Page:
To my parents, Mom (Dr. Jewell Egerton Cooper) and Dad (the late Armah Jamale Cooper, M.D.), thank you both for your unconditional love, sacrifices, and support. I am who I am because of you all and everything you instilled in me and role modeled to me. I love you both infinitely. To my brother, Adam Cooper, thank you for being the best big brother in the world. You have been there for me my entire life and I always strive to make you proud. To my grandparents, Mama Jo (the late Josephine Johnson Egerton Wilkins), Daddy Walter (the late Reverend Walter Eugene Egerton, Jr.), Mama (Izetta Roberts Cooper), and Papi (the late Henry Nehemiah Cooper, M.D.), thank you all for building a family legacy of faith, excellence, and resilience. I stand on your shoulders and honor you all for everything you did and continue to do in the lives of our family in life and death. To my extended family members, I love you all very much and I am grateful for our bonds. Each of you inspire me in a myriad of ways. Let us continue to use our lives to impact our families, communities, states, regions, nation, and world positively. To my friends, past and present, you all are great and the ways you live your lives have helped me be a better version of myself. We are all walking in our respective journeys and I have been blessed to cross paths and build meaningful relationships and memories with each of you.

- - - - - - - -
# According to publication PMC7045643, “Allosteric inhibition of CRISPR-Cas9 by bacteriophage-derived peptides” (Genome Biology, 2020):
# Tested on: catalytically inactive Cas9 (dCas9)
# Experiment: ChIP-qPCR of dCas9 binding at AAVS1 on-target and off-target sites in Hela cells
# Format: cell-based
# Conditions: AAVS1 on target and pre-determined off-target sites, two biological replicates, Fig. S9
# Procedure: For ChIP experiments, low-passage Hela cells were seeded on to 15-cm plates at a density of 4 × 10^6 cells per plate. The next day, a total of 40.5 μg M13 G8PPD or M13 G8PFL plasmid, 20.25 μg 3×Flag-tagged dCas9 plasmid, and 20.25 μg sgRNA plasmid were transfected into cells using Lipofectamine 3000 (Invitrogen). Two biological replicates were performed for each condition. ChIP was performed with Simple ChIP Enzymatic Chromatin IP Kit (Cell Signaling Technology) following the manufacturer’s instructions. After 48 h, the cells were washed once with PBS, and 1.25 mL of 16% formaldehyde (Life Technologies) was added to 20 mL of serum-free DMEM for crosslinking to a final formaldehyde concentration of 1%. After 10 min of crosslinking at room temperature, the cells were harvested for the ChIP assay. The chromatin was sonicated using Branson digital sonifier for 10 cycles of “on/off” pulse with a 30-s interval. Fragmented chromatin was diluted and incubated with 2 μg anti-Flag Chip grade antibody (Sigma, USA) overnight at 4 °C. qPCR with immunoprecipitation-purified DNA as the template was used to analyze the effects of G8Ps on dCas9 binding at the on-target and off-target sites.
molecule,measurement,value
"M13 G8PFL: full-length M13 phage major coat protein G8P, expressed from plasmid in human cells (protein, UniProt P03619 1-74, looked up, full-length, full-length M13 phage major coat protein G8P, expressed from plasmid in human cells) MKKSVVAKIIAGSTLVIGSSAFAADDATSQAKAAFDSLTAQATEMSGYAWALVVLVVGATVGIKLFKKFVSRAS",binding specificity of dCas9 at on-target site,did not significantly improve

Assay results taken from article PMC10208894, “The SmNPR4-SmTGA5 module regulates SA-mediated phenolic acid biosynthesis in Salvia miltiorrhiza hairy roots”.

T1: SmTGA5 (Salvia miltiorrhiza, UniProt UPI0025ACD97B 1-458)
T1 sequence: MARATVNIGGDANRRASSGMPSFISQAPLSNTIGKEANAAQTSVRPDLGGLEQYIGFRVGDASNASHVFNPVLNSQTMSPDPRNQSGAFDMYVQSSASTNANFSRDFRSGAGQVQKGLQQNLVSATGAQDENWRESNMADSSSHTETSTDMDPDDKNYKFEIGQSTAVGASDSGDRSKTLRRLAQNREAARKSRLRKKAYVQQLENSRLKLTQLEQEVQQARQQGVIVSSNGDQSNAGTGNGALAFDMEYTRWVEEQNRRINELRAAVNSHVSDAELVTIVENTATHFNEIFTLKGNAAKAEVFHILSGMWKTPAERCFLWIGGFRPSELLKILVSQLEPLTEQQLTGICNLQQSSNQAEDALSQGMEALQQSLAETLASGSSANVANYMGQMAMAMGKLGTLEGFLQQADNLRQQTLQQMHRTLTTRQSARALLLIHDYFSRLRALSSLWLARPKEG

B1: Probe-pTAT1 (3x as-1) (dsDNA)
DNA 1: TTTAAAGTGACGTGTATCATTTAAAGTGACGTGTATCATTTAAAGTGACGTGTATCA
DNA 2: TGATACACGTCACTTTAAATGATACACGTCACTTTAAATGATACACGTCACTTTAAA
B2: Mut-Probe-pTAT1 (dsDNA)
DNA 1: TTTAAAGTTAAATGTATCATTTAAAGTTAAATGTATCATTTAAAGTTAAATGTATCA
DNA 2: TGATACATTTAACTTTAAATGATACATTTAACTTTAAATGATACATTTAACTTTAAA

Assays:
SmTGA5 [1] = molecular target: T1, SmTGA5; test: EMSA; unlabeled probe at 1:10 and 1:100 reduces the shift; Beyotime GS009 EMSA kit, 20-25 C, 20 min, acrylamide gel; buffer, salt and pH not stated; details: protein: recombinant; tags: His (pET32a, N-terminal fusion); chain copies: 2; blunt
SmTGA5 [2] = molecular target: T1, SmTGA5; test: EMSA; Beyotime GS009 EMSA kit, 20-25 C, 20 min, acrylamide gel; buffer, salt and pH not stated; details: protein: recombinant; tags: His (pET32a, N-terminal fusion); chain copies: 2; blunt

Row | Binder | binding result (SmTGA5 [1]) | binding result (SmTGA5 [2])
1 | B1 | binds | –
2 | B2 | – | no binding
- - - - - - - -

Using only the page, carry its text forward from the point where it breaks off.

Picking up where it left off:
To my colleagues, thank you for your efforts and contributions to our respective professions and the world. I draw inspiration from your work and stay encouraged to continue using our experiences, insights, talents, and resources to improve societal arrangements and outcomes grounded love, equity, and inclusion. To my students, thank you for being inquisitive, passionate, and diligent. I learn from you all every day we interact. Your futures are bright. Pursue your passion with unwavering focus, be willing to adapt to foreseeable and unforeseeable challenges, and always believe in the greatness that lies within you. Lastly, and certainly not least, to all the freedom fighters and social justice champions across every generation thank you for your courage, sacrifice, conviction, and efforts. Our collective resistance will result in ultimate redemption! The victory will be won through our struggle!